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The spiritual development of the Celtic folk soul - Part 13

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(Back to part 12)

 

The Vates, their name meaning approximately seer and prophet, were sacrificial priests and naturalists who knew a great deal about plants, herbs and heavenly bodies. They were not very different from the Druids and Bards.

If a Vates had a profession as a seer or as a soothsayer, he had to elevate his consciousness in a higher form. When he went into ecstasy, no comparison should be made with the Shamans of the Arctic peoples of Northern Europe and Asia. These priests, the Vates, were more interested in the will of God and sought to examine it in this way.

The Vates were also naturalists, but not out of scientific interest.

They examined the phenomena in the sky for proper preparations to perform the offerings. These were the most suitable times and so, for example, the new or the full moon were important times to be able to sacrifice. Offerings at the proper times involved much preparatory work, and several priests were in charge of this. The sacrifice was evidently a complicated affair.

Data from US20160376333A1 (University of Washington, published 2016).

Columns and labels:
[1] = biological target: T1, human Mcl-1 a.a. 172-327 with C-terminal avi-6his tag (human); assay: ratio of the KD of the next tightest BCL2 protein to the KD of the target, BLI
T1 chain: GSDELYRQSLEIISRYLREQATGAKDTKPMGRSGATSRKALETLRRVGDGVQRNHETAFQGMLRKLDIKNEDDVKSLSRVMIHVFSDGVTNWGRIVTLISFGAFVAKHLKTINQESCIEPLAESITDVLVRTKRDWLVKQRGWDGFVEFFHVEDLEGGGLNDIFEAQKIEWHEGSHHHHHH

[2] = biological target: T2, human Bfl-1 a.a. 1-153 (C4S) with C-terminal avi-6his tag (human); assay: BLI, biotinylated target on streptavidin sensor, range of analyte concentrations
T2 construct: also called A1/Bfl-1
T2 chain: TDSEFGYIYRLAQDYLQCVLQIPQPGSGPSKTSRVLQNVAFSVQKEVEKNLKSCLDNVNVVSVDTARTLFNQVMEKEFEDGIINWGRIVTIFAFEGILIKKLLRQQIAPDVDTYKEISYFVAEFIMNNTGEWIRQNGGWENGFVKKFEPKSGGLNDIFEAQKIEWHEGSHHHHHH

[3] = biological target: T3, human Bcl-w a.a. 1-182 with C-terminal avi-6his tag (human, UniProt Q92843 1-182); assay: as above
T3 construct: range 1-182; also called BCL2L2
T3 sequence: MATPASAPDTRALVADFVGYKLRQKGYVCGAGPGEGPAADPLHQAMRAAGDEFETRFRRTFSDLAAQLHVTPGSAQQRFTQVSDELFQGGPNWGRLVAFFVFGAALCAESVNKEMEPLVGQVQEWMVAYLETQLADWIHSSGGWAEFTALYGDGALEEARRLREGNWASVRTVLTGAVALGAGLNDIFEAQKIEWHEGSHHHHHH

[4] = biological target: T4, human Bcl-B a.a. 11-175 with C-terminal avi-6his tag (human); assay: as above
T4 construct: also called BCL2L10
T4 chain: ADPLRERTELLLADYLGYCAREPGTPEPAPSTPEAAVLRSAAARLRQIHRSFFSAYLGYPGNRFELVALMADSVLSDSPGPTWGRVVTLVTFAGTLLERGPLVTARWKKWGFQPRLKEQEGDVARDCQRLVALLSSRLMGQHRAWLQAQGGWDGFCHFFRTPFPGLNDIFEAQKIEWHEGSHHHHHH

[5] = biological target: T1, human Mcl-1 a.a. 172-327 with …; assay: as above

It is generally accepted that the Gallic Vates heard the voice of God when in a trance and that their proclamation was clothed in poetic language.

To the Celts, the function of these inspired Vates was incredibly important.

Evidently, the Celts had an extensive priestly class that divided their various activities into several functions. The Vates had a closed community and were also involved in genealogy and law, although ultimate jurisdiction rested with the king. In pre-Christian times, this is how the state of judges arose. The Vates dealt with the interpretation and they commented on the law. In the distant past, they prophesied about sacrifices and the flights of birds. In later times, they acted more as poets and makers of songs of mockery and praise, having a special magical effect on those to whom they sang. These activities are reminiscent of the activities of the Bards.

Their magic also extended to natural phenomena: they could lower or raise the water level in lakes and rivers and that naturally commanded a certain respect.

 

(To be continued in part 14)

Sources:

[1] Hans Gsänger, Irland. Insel des Abel. Die irischen Hochkreuze [Ireland. Isle of Abel. The Irish high crosses]Verlag Die Kommenden, 1969

[2] Jakob Streit, Sonne und Kreuz [Sun and Cross], Freies Geistesleben, Stuttgart 1977

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